Weaker euro after the ECB

(04.02.2011) The euro slipped versus most currencies yesterday after a less hawkish than expected ECB dampened rate-hike hopes. Today the attention will be directed towards the monthly US non-farm payrolls figures.

By Anders Grøn Kjelsrud, Analyst at DNB Markets

illustration euro cc DNB marketsThe euro weakened broadly after ECB's monetary policy meeting yesterday. Within a couple of hours it had for example slipped by almost a full percentage point versus the dollar. EURUSD is currently traded around 1.364, down from 1.379 yesterday morning. The Norwegian krone also gained versus the euro, and EURNOK has consequently dropped back towards 7.8.

ECB’s interest rate decision should not have surprised anyone – the refi rate was kept at 1 per cent. Trichet’s balanced description of the inflation outlook, however, was probably more surprising. At the last policy meeting the same Trichet was interpreted as fairly aggressive, after among other things cited the rate-hike in mid 2008. This seemingly hawkish tone raised interest rate expectations, which further contributed to a stronger euro.

Both the consumer and producer price inflation have risen since last time, which many expected would lead to a further sharpening of the rhetoric. Instead, Mr. Trichet repeated the assessment from the previous meeting. Most notably, the recent price increases, due to higher food and energy prices, has been broadly as expected. The inflation rate may rise even further over the next months, according to the ECB, but is expected to moderate again “around the turn of the year”.

As last time, Trichet stressed the distinction between the central bank’s conventional and unconventional monetary policy: The former is designed to provide price stability, the latter to deal with markets that are not working properly. In all, the monetary policy meeting strengthened the belief that there will still be long before the first rate-hike.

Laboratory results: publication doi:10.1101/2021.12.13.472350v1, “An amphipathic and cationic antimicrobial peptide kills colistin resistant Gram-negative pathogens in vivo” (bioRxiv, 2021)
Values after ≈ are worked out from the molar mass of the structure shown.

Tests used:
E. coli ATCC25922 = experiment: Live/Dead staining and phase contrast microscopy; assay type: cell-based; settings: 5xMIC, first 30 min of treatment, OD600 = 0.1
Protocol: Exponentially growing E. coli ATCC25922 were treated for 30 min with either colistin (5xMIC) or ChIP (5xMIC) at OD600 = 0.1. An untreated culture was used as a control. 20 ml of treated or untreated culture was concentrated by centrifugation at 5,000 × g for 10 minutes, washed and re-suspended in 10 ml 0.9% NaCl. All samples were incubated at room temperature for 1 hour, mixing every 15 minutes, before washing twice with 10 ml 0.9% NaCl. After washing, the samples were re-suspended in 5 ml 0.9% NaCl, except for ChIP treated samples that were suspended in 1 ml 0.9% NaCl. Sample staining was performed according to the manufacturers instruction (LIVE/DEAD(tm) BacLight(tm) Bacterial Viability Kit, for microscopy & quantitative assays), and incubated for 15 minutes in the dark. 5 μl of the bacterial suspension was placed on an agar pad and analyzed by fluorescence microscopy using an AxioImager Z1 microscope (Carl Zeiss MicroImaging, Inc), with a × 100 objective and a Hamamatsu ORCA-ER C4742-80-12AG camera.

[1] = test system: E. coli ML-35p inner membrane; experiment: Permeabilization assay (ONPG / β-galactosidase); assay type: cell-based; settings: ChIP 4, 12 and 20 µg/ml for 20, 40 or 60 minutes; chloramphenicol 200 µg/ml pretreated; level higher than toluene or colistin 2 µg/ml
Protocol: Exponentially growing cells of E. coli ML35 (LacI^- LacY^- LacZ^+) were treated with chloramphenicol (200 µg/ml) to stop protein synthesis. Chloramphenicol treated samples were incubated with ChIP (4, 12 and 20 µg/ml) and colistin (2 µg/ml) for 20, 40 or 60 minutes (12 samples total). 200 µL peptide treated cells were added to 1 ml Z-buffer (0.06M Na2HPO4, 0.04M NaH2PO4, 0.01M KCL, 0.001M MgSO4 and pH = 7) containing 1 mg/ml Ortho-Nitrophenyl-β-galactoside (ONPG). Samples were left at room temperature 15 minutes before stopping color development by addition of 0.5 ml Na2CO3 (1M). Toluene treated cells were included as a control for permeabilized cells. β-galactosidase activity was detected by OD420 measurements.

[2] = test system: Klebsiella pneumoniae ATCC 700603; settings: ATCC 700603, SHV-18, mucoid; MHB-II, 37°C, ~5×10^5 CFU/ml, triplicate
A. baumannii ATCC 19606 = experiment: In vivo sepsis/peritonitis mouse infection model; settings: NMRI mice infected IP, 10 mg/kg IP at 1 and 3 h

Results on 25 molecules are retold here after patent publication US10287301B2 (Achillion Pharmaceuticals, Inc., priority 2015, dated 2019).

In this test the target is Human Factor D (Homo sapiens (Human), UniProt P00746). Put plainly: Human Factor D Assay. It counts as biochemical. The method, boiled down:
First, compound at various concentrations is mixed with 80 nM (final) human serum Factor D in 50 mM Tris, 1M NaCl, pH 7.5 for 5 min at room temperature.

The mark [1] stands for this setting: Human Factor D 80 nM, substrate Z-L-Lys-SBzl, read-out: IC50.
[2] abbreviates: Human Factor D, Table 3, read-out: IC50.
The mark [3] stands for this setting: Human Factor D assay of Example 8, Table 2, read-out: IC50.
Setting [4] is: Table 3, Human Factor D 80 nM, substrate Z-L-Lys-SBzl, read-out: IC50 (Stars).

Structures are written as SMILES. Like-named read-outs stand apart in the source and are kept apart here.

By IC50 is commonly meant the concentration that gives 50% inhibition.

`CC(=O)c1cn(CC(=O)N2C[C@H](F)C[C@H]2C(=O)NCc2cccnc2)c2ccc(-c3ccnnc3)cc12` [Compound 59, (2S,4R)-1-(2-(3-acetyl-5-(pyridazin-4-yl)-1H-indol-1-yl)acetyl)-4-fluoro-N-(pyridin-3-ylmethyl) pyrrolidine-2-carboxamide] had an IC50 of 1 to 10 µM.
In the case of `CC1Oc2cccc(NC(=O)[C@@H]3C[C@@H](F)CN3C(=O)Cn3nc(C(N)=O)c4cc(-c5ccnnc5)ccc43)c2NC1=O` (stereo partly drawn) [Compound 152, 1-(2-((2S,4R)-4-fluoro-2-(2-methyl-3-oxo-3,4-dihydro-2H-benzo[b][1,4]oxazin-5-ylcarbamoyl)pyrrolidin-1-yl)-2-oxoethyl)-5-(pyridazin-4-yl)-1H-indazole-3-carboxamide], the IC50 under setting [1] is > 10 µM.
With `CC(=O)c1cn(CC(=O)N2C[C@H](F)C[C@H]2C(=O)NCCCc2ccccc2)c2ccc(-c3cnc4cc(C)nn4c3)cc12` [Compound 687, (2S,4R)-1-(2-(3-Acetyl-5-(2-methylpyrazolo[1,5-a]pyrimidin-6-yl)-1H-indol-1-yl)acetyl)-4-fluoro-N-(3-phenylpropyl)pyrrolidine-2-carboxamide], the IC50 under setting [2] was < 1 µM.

Yesterday's consumption figures also reminded us that the European recovery is still fragile. According to Eurostat, overall retail sales fell by 0.6 per cent from November to December, compared with an expected increase of 0.5 per cent (Reuters). Thus, it appears that private consumption experienced the first quarterly decline since Q3 2009. In any case, retail sales decreased with 0.6 per cent over the quarter. Recent consumer confidence figures indicate some improvements, but given the record high unemployment, subdued wage growth, tough fiscal tightening and rising consumer prices, it is hard to predict anything but a weak consumption growth going forwards.

Several macro figures were released also in the US yesterday. The ISM non-manufacturing index, among other things, improved much more than expected, from 57.1 in December to 59.4 in January – a level not seen in five year. At face value, the index is now consistent with a GDP growth around 4 per cent. Furthermore, new figures from the labor market suggested that initial claims fell from 454’ to 415’ last week. Positive, although we do not put much emphasis in these weekly figures which fluctuate a lot.

Later today, however, we will get a more comprehensive and reliable indicator from the US labor market in the form of the monthly non-farm payrolls figures. In December the employment growth was much weaker than expected beforehand, only rising with 103’ persons. On the other hand, the unemployment rate from the Household survey dropped more than expected, from 9.8 to 9.4 per cent. According to the consensus estimates compiled by Reuters it is now expected that non-farm payrolls increased by 147’ in January. Our own estimate is significantly lower, with a gained of only 80’ persons. Furthermore, we expect a marginal increase in the unemployment rate from 9.4 to 9.5 per cent.

After Wednesday’s encouraging ADP-employment figures (there are often large discrepancies between that report and the non-farm payrolls) as well as improvements in the ISM index for both the manufacturing and the non-manufacturing sector, there is probably some upside risk in our estimates.

Anyhow, the economic recovery has not yet gained enough strength to bring unemployment substantially down, which was the major motivation for the Fed’s QE2 measures launched November last year. Governor Ben Bernanke reiterated that message when he spoke in Washington yesterday. Even if the Fed sees increased evidence of a self-sustained recovery in consumer and business spending, it still expects only a very gradual decline in unemployment.